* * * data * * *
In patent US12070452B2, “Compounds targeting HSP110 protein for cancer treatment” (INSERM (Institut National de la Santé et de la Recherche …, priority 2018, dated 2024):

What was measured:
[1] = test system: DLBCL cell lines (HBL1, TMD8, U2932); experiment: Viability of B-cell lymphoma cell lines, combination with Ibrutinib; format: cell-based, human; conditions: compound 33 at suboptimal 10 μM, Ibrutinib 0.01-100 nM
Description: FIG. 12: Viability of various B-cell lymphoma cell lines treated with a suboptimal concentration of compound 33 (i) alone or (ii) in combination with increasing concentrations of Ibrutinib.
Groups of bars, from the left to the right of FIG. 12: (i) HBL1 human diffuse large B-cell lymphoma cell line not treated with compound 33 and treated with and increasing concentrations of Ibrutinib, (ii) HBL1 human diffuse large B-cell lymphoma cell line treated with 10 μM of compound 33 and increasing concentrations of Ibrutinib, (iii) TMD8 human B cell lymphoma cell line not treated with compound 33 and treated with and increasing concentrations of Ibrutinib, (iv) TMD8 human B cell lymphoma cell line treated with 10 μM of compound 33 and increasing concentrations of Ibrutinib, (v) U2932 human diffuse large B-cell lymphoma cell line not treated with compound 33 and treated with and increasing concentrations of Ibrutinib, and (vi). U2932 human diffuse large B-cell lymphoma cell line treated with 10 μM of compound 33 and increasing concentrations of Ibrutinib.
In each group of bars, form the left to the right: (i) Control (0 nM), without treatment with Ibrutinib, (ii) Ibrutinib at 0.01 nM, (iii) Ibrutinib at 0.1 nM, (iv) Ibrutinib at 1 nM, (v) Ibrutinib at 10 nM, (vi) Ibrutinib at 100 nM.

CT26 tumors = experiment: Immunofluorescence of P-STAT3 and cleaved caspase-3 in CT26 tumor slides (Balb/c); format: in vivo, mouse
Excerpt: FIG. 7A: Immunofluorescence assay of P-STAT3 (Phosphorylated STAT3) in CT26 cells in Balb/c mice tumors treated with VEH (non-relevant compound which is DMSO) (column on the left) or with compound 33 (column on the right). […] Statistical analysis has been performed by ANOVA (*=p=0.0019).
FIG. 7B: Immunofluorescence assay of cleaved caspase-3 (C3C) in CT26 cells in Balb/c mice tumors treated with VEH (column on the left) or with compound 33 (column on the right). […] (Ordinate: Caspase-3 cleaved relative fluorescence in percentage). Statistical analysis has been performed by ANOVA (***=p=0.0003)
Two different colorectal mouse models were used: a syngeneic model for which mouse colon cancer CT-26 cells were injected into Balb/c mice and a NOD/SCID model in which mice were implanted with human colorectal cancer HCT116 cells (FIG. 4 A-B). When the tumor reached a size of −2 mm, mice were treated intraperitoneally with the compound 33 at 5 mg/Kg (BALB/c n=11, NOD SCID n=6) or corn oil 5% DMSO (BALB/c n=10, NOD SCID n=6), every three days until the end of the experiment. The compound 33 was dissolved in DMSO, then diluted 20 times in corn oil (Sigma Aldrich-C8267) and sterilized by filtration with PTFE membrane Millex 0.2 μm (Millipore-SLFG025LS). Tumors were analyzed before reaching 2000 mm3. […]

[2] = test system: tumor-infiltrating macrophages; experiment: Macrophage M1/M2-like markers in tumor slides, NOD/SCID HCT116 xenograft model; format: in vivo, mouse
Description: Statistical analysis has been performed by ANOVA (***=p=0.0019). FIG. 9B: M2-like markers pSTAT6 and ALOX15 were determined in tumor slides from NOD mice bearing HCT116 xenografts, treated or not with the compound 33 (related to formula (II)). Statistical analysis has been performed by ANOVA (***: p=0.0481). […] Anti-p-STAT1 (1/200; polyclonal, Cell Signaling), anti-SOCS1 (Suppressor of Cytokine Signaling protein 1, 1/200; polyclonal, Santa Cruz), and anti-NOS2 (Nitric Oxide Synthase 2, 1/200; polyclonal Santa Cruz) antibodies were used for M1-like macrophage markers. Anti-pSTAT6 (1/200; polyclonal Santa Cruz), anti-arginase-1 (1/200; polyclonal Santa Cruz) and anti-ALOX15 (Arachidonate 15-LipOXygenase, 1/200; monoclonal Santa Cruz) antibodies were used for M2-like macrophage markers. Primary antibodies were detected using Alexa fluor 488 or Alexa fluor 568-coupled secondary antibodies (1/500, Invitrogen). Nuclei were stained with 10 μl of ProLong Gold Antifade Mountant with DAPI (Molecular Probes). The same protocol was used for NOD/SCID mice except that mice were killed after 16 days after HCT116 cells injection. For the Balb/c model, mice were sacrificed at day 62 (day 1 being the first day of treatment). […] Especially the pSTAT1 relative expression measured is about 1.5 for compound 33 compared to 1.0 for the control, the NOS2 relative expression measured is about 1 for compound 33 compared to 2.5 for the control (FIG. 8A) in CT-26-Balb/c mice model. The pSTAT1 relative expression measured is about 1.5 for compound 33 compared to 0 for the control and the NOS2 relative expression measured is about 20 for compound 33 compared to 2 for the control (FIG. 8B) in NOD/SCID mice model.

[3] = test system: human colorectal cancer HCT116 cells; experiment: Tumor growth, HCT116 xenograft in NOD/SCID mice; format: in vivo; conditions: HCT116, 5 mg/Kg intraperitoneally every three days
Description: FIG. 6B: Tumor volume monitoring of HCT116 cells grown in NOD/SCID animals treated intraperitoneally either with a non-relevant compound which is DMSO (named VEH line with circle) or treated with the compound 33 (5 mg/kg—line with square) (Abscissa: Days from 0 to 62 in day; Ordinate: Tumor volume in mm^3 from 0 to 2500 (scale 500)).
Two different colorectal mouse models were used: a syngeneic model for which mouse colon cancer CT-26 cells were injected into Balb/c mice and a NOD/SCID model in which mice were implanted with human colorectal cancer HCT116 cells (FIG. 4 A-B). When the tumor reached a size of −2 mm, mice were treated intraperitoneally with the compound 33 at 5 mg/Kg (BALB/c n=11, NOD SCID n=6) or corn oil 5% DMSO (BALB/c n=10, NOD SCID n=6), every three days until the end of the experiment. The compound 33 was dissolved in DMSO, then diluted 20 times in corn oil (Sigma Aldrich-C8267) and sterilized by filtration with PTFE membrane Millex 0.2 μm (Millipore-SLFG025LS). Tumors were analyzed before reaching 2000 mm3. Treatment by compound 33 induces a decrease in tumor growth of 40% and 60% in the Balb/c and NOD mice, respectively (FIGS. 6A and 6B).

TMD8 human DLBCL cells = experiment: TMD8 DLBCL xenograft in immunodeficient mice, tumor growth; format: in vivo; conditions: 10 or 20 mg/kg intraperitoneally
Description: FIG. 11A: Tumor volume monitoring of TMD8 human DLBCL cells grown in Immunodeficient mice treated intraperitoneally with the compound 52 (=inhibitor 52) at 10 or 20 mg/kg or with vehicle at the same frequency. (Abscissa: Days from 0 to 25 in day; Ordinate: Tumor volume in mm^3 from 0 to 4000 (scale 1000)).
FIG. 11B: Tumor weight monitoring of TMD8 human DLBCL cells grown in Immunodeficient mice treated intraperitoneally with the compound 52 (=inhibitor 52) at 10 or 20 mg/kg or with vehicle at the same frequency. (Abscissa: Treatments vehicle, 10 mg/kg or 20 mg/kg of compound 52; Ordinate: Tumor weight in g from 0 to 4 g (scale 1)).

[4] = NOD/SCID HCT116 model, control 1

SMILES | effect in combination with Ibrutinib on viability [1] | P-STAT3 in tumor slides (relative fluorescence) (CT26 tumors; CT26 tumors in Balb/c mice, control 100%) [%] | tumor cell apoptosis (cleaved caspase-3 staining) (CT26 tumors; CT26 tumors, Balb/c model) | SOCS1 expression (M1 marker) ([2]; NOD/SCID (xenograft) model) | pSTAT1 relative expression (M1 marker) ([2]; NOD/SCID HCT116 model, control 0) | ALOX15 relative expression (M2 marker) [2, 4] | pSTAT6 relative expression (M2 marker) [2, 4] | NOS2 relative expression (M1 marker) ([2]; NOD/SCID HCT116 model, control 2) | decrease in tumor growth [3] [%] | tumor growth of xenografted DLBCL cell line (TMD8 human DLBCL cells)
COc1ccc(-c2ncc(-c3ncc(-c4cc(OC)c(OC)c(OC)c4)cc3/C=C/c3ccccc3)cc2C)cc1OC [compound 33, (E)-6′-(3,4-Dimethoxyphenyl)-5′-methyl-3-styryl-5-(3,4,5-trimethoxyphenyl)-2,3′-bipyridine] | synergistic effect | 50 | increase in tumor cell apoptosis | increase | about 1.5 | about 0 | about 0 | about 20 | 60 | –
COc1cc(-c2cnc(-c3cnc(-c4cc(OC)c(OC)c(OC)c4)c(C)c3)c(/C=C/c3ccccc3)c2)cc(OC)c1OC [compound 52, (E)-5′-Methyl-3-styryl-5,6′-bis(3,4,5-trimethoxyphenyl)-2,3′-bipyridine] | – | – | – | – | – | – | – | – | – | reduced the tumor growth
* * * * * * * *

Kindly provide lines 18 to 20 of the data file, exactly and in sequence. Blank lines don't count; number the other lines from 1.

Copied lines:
FIG. 11B: Tumor weight monitoring of TMD8 human DLBCL cells grown in Immunodeficient mice treated intraperitoneally with the compound 52 (=inhibitor 52) at 10 or 20 mg/kg or with vehicle at the same frequency. (Abscissa: Treatments vehicle, 10 mg/kg or 20 mg/kg of compound 52; Ordinate: Tumor weight in g from 0 to 4 g (scale 1)).

[4] = NOD/SCID HCT116 model, control 1

SMILES | effect in combination with Ibrutinib on viability [1] | P-STAT3 in tumor slides (relative fluorescence) (CT26 tumors; CT26 tumors in Balb/c mice, control 100%) [%] | tumor cell apoptosis (cleaved caspase-3 staining) (CT26 tumors; CT26 tumors, Balb/c model) | SOCS1 expression (M1 marker) ([2]; NOD/SCID (xenograft) model) | pSTAT1 relative expression (M1 marker) ([2]; NOD/SCID HCT116 model, control 0) | ALOX15 relative expression (M2 marker) [2, 4] | pSTAT6 relative expression (M2 marker) [2, 4] | NOS2 relative expression (M1 marker) ([2]; NOD/SCID HCT116 model, control 2) | decrease in tumor growth [3] [%] | tumor growth of xenografted DLBCL cell line (TMD8 human DLBCL cells)